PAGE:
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I have the following problem:

Let $(A,\leq)$ a poset. Prove that there exist a total order $\leq^ *$ on $A$ such that if we have $a\leq b$ we can conclude $a\leq^*b$. (Hint: Use the Zorn Lemma)

I tried to use the hint. Considering the set $D$ of all the pair $(B,\leq _B)$ such that $B\subset A$ and $\leq_B$ is a total order such that $a\leq b$ implies $a\leq_B b$. I defined a partial order on $D$ in the following way: $$(B,\leq_B)\leq (C, \leq_C)$$ iff $B\subset C$ and $\leq_B\subset \leq_C$. I can prove that the hypothesis of the lemma Zorn holds. Then I can suposse that there exist maximal $(\bar A, \leq_{\bar A})$ in $D$. How do I prove that $A=\bar A$?

If I suposse that $A\not = \bar A$ then I can choose a $x\in A-\bar A$. I need specifically a way to construct a total order $\bar\leq$ on $A\cup \{x\}$ such that $\leq_{\bar A}\subset\bar\leq$ and if $a\leq b$ where $a,b \in A\cup \{x\}$ then $a\bar\leq b$. How can I do that?

Thanks!

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    $\begingroup$ possible duplicate of Every partial order can be extended to a linear ordering $\endgroup$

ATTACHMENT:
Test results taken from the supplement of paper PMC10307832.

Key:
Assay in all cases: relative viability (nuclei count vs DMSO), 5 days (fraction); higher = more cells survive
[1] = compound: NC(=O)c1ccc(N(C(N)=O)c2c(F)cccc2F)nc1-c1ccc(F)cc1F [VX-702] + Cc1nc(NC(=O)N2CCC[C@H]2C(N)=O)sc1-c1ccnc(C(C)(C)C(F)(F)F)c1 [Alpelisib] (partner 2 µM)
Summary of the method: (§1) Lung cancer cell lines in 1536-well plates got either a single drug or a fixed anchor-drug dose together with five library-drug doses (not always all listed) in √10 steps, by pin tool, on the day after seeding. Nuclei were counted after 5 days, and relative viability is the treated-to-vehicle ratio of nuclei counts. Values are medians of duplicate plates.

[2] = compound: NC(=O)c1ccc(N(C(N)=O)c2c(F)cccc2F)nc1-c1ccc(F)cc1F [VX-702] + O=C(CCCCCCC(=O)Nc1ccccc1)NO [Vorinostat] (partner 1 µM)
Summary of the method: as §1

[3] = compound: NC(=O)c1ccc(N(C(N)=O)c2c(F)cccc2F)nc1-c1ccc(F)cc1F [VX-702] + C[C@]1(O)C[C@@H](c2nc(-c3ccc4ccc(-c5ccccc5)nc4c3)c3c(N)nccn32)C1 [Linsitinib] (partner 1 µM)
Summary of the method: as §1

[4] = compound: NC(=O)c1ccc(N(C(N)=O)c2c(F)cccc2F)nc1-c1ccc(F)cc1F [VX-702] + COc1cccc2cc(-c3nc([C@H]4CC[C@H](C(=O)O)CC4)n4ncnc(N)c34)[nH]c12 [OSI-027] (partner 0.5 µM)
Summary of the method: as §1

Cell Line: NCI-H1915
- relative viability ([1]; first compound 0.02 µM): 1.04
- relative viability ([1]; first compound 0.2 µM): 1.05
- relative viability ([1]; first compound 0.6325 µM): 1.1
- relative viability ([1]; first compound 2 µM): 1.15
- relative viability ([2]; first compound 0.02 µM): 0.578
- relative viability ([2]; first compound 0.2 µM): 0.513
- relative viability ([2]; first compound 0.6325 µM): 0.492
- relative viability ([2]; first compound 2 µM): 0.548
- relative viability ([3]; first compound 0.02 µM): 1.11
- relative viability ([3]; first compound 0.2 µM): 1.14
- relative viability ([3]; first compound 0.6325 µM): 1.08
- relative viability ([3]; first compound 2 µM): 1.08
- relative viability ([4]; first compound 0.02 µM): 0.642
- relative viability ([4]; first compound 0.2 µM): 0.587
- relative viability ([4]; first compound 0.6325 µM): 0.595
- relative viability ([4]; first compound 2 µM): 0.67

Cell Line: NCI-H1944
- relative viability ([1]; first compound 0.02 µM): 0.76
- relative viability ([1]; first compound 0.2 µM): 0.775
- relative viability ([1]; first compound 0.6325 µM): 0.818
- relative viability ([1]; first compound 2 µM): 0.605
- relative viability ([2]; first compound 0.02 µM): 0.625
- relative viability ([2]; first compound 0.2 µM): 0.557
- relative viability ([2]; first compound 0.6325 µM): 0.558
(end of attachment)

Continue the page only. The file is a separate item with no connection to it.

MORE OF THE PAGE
– Git Gud
    Aug 26, 2014 at 11:07
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    $\begingroup$ THe problem is the same but I am asking not for the problem itself. $\endgroup$
    – EQJ
    Aug 26, 2014 at 11:09
  • $\begingroup$ @YTS Did you eventually find how to show that $\bar{A}=A$? $\endgroup$ Jun 28, 2018 at 9:30

1 Answer 1

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You have found a maximal element $(\bar A, \leq_{\bar A})$ of your partial order on the pairs $(B, \leq_B)$ and you now want to prove that $\bar A = A$.

For a given $a \in A$, look at the trivial total order $\{(a,a)\}$ on $\{a\}$. Then $$ (\{a\}, \{(a,a)\}) \leq (\bar A, \leq_{\bar A}). $$ So, in particular, $a \in {\bar A}$.

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  • $\begingroup$ I don't believe that this is correct. It assumes that $(\bar{A}, \leq_{\bar{A}})$ is the greatest element of $\leq$, or at least an upper bound of $D$. Rather, it is a maximal element, which is not the same thing. Unless you can show otherwise, it could very well be that $(\{a\}, \{(a,a)\})$ and $(\bar{A}, \leq_{\bar{A}})$ are incomparable in the order $\leq$ since it's not known to be a total order. $\endgroup$
    – kyp4
    Dec 16, 2017 at 19:31

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